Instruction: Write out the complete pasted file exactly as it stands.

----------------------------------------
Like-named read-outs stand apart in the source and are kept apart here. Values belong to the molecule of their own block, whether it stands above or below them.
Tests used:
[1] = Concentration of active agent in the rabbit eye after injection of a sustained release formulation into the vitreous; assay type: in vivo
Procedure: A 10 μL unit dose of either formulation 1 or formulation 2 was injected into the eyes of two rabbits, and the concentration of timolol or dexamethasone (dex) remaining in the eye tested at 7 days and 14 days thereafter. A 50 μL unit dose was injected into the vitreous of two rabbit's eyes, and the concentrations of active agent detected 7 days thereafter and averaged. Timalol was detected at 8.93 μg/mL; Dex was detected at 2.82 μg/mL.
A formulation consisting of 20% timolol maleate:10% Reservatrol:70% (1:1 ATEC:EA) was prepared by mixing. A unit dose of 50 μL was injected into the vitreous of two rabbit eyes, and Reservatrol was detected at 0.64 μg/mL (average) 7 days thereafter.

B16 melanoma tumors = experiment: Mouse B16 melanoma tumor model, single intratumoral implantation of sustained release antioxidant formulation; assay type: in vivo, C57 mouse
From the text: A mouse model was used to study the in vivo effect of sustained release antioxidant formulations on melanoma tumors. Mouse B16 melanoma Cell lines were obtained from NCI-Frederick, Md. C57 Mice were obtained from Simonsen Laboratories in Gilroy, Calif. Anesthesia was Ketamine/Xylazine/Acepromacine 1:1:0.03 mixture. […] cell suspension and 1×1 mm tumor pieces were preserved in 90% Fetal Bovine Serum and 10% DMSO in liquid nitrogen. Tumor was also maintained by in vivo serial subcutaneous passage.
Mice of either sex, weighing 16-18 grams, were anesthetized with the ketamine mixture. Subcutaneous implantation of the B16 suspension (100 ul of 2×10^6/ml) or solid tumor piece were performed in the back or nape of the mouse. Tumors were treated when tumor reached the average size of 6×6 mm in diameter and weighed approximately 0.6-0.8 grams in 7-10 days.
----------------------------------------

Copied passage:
Like-named read-outs stand apart in the source and are kept apart here. Values belong to the molecule of their own block, whether it stands above or below them.
Tests used:
[1] = Concentration of active agent in the rabbit eye after injection of a sustained release formulation into the vitreous; assay type: in vivo
Procedure: A 10 μL unit dose of either formulation 1 or formulation 2 was injected into the eyes of two rabbits, and the concentration of timolol or dexamethasone (dex) remaining in the eye tested at 7 days and 14 days thereafter. A 50 μL unit dose was injected into the vitreous of two rabbit's eyes, and the concentrations of active agent detected 7 days thereafter and averaged. Timalol was detected at 8.93 μg/mL; Dex was detected at 2.82 μg/mL.
A formulation consisting of 20% timolol maleate:10% Reservatrol:70% (1:1 ATEC:EA) was prepared by mixing. A unit dose of 50 μL was injected into the vitreous of two rabbit eyes, and Reservatrol was detected at 0.64 μg/mL (average) 7 days thereafter.

B16 melanoma tumors = experiment: Mouse B16 melanoma tumor model, single intratumoral implantation of sustained release antioxidant formulation; assay type: in vivo, C57 mouse
From the text: A mouse model was used to study the in vivo effect of sustained release antioxidant formulations on melanoma tumors. Mouse B16 melanoma Cell lines were obtained from NCI-Frederick, Md. C57 Mice were obtained from Simonsen Laboratories in Gilroy, Calif. Anesthesia was Ketamine/Xylazine/Acepromacine 1:1:0.03 mixture. […] cell suspension and 1×1 mm tumor pieces were preserved in 90% Fetal Bovine Serum and 10% DMSO in liquid nitrogen. Tumor was also maintained by in vivo serial subcutaneous passage.
Mice of either sex, weighing 16-18 grams, were anesthetized with the ketamine mixture. Subcutaneous implantation of the B16 suspension (100 ul of 2×10^6/ml) or solid tumor piece were performed in the back or nape of the mouse. Tumors were treated when tumor reached the average size of 6×6 mm in diameter and weighed approximately 0.6-0.8 grams in 7-10 days.